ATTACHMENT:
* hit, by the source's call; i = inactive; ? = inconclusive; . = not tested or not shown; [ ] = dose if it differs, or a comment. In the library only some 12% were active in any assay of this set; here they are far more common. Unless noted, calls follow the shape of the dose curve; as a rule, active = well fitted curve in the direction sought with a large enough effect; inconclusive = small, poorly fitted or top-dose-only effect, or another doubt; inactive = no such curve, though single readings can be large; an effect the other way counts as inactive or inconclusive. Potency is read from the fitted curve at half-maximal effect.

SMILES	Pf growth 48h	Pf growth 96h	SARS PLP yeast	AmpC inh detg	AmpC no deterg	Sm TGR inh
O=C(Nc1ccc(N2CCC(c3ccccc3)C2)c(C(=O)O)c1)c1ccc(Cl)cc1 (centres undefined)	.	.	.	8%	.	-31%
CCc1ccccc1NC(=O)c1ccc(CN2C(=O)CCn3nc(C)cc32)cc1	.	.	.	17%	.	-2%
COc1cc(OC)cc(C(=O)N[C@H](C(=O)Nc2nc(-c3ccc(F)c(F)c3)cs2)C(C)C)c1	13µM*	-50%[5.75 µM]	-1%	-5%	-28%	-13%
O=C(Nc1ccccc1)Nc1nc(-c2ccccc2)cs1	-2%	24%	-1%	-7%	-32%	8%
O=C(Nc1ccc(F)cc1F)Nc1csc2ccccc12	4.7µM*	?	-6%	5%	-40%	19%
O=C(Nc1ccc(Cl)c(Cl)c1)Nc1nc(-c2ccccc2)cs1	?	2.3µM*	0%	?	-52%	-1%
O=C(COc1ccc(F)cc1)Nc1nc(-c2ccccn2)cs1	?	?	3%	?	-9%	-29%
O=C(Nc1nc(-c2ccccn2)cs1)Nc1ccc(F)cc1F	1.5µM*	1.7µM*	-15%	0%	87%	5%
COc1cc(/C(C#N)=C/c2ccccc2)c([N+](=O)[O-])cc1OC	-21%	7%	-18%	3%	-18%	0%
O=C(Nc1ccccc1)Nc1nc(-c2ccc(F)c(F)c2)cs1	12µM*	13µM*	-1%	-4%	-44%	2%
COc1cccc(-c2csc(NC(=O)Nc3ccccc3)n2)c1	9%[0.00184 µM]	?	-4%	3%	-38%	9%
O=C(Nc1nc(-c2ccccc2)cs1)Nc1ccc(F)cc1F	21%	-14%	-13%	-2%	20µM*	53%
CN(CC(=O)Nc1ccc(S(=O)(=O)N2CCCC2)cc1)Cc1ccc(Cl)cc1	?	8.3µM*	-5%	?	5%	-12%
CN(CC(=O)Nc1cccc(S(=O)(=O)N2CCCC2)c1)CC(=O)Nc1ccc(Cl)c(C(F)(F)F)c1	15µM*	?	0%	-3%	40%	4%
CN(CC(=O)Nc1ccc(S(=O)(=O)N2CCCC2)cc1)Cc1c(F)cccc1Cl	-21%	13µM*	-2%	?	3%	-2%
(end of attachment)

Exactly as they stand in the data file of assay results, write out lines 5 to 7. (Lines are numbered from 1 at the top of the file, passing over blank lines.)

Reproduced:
COc1cc(OC)cc(C(=O)N[C@H](C(=O)Nc2nc(-c3ccc(F)c(F)c3)cs2)C(C)C)c1	13µM*	-50%[5.75 µM]	-1%	-5%	-28%	-13%
O=C(Nc1ccccc1)Nc1nc(-c2ccccc2)cs1	-2%	24%	-1%	-7%	-32%	8%
O=C(Nc1ccc(F)cc1F)Nc1csc2ccccc12	4.7µM*	?	-6%	5%	-40%	19%